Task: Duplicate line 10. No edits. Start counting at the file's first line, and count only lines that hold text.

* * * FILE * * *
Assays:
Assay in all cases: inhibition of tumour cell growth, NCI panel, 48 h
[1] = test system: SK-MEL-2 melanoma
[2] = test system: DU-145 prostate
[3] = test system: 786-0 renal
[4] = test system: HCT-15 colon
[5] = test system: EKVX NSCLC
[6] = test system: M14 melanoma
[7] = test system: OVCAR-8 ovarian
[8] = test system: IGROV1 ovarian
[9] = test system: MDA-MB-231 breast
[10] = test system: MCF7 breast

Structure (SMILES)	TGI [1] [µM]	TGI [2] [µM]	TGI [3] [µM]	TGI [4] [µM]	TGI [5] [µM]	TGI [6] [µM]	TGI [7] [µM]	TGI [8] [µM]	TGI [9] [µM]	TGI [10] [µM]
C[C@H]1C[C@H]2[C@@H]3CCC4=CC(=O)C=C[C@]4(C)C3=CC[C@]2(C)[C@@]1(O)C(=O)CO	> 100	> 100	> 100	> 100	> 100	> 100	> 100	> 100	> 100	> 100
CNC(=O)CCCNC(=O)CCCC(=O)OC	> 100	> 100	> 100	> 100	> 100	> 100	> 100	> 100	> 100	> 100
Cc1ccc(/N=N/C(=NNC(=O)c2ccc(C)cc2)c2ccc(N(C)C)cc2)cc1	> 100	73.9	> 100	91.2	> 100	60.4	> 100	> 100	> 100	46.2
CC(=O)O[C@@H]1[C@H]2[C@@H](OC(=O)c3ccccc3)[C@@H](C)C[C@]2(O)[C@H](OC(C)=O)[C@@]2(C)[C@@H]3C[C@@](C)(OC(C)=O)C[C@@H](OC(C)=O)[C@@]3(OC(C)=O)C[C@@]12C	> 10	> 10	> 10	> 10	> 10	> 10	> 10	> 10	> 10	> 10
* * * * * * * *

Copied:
[8] = test system: IGROV1 ovarian